Book Review : "A Mathematician Plays the Stock Market"

Discussion in 'Psychology' started by harrytrader, Jan 24, 2004.

  1. When a mathematician plays stock market it's a catastrophe or rather he is just another Irving Fisher because not all mathematicians should be alike :D*

    We like to think not only that mathematicians are smarter than the rest of us but that by dint of their mastery of numbers, they hold the key to understanding the baffling mysteries of the universe. Alas, Paulos (Innumeracy) says that's not always the case. As the author relates in this funny, insightful little volume about attempts to bring order and science to the free-for-all that is the stock market, he himself was once a big investor (in WorldCom). Despite strong evidence to sell, he desperately hung on to his stock as the price plummeted, proving that a head for numbers doesn't always translate to Wall Street know-how. Through most of this book, Paulos discusses various methods for predicting markets and offers thoughts on why people keep trying to perfect them. Shocking in their obtuseness are the so-called Elliot Wave followers, who believe stocks operate according to an impossibly arcane series of numerical waves and cycles. The efficient-market theorists-many of whom believe the stock market is so inherently efficient that everything one needs to know about a company is reflected in its stock price-get the most thorough joshing from Paulos: never able to resist a joke, he tells one about how many efficient market theorists it takes to change a light bulb. "Answer: None. If the light bulb needed changing the market would have already done it." Playful and informative, Paulos's book will be appreciated by investors with a sense of humor.
    Copyright 2003 Reed Business Information, Inc.
  2. nitro


    I read this book in one sitting at Borders - it is short and well written.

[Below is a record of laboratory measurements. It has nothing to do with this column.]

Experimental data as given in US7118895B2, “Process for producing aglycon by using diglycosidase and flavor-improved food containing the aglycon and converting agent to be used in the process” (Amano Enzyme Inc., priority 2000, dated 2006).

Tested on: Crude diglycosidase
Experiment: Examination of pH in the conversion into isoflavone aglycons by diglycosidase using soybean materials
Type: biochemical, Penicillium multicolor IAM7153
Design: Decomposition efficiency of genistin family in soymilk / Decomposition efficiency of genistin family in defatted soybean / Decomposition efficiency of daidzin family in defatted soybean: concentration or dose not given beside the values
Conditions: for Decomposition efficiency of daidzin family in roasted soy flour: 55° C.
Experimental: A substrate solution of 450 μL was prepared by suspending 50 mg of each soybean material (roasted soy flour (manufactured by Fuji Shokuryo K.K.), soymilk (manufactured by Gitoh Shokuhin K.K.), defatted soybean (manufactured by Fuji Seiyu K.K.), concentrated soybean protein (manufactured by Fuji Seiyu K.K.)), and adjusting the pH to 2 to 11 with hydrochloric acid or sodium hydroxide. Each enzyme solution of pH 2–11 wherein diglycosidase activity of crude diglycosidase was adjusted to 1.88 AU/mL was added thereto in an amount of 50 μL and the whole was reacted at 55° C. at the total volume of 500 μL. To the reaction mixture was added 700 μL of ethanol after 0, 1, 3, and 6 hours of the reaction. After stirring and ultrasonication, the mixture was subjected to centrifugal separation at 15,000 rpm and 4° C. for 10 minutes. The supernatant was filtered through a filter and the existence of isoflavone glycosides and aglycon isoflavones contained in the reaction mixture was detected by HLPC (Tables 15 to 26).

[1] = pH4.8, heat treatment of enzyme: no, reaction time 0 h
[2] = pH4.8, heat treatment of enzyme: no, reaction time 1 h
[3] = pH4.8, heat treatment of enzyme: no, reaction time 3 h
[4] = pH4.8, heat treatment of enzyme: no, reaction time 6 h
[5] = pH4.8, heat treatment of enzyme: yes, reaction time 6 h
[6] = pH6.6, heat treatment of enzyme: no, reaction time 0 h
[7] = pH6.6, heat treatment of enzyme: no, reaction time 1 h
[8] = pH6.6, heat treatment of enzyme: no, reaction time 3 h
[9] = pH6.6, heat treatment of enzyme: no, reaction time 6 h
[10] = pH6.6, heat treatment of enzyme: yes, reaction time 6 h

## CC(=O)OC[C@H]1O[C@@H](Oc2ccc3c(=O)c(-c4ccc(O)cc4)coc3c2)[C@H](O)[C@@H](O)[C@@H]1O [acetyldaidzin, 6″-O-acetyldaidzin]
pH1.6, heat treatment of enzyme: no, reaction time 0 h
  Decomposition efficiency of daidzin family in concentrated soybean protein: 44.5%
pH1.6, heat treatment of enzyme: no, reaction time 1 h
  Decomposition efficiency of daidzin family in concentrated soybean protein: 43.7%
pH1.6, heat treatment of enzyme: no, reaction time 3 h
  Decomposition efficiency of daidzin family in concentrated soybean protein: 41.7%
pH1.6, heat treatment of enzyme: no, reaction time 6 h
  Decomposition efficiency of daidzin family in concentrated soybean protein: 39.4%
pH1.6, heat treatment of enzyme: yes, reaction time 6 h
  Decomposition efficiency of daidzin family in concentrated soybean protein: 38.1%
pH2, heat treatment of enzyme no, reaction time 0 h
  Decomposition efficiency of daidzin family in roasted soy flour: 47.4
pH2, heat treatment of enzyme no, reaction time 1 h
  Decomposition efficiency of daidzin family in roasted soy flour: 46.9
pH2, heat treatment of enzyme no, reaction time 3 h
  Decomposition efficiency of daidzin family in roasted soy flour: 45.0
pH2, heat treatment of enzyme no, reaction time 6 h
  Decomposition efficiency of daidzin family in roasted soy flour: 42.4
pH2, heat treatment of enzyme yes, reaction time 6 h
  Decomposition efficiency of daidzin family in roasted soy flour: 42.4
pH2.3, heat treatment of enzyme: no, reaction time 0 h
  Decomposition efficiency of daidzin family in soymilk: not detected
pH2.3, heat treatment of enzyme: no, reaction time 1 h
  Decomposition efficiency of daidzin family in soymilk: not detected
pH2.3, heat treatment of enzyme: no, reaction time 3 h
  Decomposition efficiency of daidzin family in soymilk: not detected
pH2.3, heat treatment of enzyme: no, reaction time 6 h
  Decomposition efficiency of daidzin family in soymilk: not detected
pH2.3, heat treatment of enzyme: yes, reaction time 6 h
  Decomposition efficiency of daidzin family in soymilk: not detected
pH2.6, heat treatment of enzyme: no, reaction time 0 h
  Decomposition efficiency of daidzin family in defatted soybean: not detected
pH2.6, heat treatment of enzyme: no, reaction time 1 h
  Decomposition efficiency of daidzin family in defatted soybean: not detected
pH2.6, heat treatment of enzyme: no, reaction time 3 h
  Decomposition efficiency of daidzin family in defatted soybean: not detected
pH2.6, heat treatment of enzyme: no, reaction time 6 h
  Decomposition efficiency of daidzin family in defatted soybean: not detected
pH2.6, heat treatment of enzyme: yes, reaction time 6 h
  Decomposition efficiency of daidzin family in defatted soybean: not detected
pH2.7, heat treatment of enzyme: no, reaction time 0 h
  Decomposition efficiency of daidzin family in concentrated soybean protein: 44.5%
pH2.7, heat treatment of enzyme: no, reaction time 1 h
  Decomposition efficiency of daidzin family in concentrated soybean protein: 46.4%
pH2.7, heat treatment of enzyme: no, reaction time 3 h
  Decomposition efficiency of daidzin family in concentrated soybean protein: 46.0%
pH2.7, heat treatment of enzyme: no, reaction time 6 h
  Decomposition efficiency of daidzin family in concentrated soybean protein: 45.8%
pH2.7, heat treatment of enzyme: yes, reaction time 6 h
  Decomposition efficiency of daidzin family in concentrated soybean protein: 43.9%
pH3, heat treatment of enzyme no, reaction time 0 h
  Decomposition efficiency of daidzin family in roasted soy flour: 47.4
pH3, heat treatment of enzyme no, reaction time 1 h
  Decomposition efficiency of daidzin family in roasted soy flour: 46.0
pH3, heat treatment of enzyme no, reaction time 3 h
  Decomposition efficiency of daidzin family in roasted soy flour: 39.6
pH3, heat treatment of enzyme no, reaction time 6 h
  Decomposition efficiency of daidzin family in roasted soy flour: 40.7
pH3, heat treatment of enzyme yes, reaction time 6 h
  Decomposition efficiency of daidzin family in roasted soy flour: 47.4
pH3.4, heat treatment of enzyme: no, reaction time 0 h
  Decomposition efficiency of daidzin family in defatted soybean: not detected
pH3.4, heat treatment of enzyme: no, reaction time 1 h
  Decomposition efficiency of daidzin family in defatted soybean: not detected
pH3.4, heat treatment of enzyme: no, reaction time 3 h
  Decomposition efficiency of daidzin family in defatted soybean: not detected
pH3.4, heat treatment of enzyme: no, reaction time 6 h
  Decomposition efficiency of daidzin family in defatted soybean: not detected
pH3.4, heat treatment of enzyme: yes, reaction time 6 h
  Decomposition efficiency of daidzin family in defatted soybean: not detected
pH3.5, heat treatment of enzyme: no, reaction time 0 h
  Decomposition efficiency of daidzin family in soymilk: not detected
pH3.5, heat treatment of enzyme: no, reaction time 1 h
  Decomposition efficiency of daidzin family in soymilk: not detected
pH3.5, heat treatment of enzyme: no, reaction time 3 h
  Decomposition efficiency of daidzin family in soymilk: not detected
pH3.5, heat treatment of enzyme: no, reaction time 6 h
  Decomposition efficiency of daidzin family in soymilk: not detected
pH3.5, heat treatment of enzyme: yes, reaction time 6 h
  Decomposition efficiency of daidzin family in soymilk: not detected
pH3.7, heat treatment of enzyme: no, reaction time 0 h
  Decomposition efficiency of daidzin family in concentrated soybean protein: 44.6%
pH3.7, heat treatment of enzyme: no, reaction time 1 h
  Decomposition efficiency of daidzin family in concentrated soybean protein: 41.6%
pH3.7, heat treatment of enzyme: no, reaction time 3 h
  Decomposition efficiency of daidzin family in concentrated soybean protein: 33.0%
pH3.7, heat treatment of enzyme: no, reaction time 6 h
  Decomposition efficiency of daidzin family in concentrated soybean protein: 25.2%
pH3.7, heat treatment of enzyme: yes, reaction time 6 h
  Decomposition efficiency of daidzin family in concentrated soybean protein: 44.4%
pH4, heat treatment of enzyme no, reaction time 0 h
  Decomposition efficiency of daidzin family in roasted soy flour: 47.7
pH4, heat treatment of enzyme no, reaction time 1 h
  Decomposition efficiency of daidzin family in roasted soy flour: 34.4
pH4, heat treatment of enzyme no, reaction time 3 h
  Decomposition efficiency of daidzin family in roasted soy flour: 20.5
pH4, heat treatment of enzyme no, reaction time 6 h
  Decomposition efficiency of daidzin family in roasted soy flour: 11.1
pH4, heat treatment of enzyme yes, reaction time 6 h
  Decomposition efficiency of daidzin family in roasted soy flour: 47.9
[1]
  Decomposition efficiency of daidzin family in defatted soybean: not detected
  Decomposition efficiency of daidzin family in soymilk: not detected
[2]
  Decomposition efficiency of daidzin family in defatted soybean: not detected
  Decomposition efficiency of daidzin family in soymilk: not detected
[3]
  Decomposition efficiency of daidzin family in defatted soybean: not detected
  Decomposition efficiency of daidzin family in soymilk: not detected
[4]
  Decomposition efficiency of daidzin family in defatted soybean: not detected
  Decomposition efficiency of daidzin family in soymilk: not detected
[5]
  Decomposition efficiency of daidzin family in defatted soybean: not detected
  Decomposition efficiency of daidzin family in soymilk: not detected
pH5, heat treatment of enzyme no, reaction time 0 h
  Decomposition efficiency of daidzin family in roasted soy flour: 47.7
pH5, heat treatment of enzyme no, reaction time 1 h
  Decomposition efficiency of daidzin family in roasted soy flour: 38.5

What he is describing is investing, not trading. Even there, he is not up to par with all the research.

    While I found the book interesting from an intellectual point of view, he has no idea what he is talking about as far as making excess returns from the market.

    I hate it when people expound a theory as fact. The conclusion he should have stated was that _he_ could not make excess returns from the market, not that it is not possible. _He_ should stick to indexing...

  3. ig0r


    LOL, it's 200+ pages, must've been quite a sitting
  4. Apparently you don't know how to speed read. 200 pgs. is nothing to do in one sitting-- it usually takes an hour and a half to two hrs. at most. I do it at BN from time to time. Its a great way to save money.
  5. ig0r


    I do know how to speed read (apparently not as good as you, it would take me about 4 hours to do 200 pages I think), but when I do I seem to miss too much; I like taking my time when I read, oh well.
  6. In that case, buy the book.
  7. wdscott



    Although I have not read the book, I would like to comment on the confusion many people have between the differences of investing vs trading.

    I agree with your comment that the author as well as most people can't seem to differentiate between investing and trading. I have a couple of friends in various fields who are JD, CFA, CPA's and when the topic of short term trading comes up, which I comment on, they think I'm nuts.

    Many heated topics arise with my CFA friends discuss EMH (efficient Market Hypothesis) and its supposed outcomes. I am not a finance major nor college graduate , but I do know this hypothesis does not include human behavior. A key element to auction markets and price discovery.

    Although I throw them a bone and agree that at a given point in time the market can be in equilibrium, most of the time, especially in the shorter intraday time frame, their is plenty of opportunity by the market being either above or below it's intrinsic value level.